Article By: Alice-Ginevra Micheli
Between the thousands of movies released each year reside the forgotten ones, films of quality who may never see the light again. In this column I will attempt to find some of these hidden gems and explain why they deserve their day in the sun.
Release Date: July 15 2016
Worldwide Box Office: $2 million
This is probably one of the more controversial picks I’ll have for this column. Normally, I would go about choosing a film that is widely acclaimed yet somehow forgotten. However, this month I have decided to highlight one that was forgotten and, in my opinion, misjudged.
The film is Equals, directed by Drake Doremus; it tells the story of two young people who fall in love, played by Nicholas Hoult and Kristen Stewart. However, they live in a society where emotions have been eradicated, and those who experience them are considered diseased and a danger to the community. It’s tension filled in every sense of the term, whether from the fear of being found out or the chemistry shared by the two young stars, and leads the audience on a very simple but powerful story.
Before I get any further, I want to comment on one of the first thoughts people might have when they hear the premise and then find out about the afore mentioned female co-star. Yes, Kristen Stewart has been cast in a role of a girl who seemingly has no emotion (‘clearly the role was written for her!’). However, I actually believe this is some of her best work. While the society itself is stoic, this film wrestles with one of the most difficult actions a person can take, masking their emotions, especially if in an intense moment of feeling. Not supported by copious amounts of dialogue, it’s up to the actors’ ability to carry the story, and keep it interesting. Stewart brings all this and more to the role. She utilizes small expression and struggled pauses to evoke the sense of uneasiness surrounding her character as she battles with her unwanted emotion.
Hoult is also a great cast, as he leads the film and helps introduce the audience to this dystopian world. A great character actor, it was interesting to see him portray a conflicted and romantic character who is fighting with who he is and who he is expected to be.
As mentioned, the chemistry between the two actors is palpable as they make it easy to care for these two characters and worry about what would happen to them, should they be found out.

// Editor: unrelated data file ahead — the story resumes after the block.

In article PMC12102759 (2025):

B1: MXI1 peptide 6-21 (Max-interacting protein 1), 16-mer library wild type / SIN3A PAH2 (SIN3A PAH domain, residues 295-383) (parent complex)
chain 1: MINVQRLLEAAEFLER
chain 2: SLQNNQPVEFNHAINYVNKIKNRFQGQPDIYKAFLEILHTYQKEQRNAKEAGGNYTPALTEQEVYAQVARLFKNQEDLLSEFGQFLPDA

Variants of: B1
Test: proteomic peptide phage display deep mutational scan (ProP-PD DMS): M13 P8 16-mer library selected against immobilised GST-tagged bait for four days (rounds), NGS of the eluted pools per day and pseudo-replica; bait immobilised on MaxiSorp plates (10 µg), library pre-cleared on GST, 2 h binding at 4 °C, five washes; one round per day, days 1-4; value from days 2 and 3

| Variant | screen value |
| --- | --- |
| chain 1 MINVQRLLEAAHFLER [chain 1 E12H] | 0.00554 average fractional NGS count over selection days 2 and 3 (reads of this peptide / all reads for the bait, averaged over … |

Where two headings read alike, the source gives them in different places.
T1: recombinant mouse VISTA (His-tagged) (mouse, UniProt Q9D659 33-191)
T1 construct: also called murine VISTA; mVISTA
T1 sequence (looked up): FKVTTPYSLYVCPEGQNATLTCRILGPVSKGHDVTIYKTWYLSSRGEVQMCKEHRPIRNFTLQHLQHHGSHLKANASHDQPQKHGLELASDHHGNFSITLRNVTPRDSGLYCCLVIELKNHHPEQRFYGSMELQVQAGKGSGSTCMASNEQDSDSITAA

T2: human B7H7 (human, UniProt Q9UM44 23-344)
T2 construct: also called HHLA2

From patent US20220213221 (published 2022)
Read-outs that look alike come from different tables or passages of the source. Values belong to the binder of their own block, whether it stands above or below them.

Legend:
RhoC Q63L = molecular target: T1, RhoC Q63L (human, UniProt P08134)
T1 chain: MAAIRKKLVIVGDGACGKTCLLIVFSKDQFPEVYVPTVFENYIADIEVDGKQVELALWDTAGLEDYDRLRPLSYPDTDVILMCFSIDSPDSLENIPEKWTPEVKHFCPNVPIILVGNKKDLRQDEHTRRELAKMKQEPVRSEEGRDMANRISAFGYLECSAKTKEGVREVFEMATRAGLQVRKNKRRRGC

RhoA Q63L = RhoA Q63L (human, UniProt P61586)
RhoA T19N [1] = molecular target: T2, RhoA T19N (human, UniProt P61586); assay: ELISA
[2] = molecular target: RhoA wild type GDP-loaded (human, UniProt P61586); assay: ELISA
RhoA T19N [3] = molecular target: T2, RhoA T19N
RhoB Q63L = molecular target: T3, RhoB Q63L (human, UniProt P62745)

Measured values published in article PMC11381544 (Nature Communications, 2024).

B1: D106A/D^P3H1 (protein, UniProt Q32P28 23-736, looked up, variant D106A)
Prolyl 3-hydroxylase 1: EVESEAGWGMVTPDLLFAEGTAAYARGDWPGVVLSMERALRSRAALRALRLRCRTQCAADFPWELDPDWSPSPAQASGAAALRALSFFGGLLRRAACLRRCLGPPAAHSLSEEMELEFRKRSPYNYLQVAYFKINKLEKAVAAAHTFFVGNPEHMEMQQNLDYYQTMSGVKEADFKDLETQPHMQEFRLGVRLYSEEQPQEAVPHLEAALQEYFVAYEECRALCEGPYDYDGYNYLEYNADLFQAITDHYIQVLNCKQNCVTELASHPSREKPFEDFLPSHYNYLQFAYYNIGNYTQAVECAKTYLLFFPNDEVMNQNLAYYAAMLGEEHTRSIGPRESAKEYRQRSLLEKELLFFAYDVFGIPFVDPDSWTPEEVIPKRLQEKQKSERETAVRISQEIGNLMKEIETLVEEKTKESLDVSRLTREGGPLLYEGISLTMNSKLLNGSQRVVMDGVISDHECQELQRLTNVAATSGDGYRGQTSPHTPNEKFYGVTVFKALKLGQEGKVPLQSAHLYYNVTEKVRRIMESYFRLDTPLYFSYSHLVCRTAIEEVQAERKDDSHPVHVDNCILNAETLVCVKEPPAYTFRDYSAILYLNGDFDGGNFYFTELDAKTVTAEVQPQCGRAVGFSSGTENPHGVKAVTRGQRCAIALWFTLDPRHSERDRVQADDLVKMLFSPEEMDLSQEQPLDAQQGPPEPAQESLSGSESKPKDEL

Another element, which should also be mentioned, is the transcendent score, helmed by Dustin O’Halloran. Magical in its ability to evoke tone and sensation, even in the quiet moments, it does a great job framing the action on screen, giving a strong sense of place and identity for the characters, and for the audience.
Doremus, the director of acclaimed film Like Crazy, brings the same melancholy tone here. There’s a distinct feeling of yearning and desire that permeates different events, as this world of nothing is explored. In fact, it’s the balancing of this complicated and interesting concept that is the hero of this film. It would be easy to coast along and have turned it into an incredibly boring ordeal, where the lack of emotion hinders any ability to relate to what’s happening on screen. However, the way in which this idea is handled is in a masterful manner. As an audience member you find yourself often questioning who you are, and what you would be without the fundamental ability to feel. On the other hand, questions about whether the removal of them would be more beneficial in a move toward an efficient society are also raised. It’s the type of movie that remains with you long after it’s ended, mulling over the characters, world and moral questions left lingering on your mind. The best thing I can ascribe it to, is the popular anthology Black Mirror, where each episode is meant to make you think, as well as feel uneasy toward the possibility of this altered reality.
The film does at times move at a slower pace than desired, and the love story at its center could come off as sappy and unrealistic to some who watch it. It’s definitely unique in what it’s presenting and how, and there are those who would find themselves becoming frustrated as they wait for more exciting events to transpire on their screen. It should also be noted that the general reaction from critics was mixed, and therefore it’s important to be aware of the fact that it’s certainly polarizing in both its execution and story beats.
Overall, I believe Equals is an experience of philosophy, feeling and change that not many films have achieved, especially when tackling a high concept, as this one does. It’s a gentle, simple story that will encompass its viewer, sucking them into the story to the point that it won’t leave their brain for days on end. It’s a bit out there, a bit weird and slightly strange, but it should be watched, especially if you’re someone who’s willing to open your mind and try something innovative in its design and execution.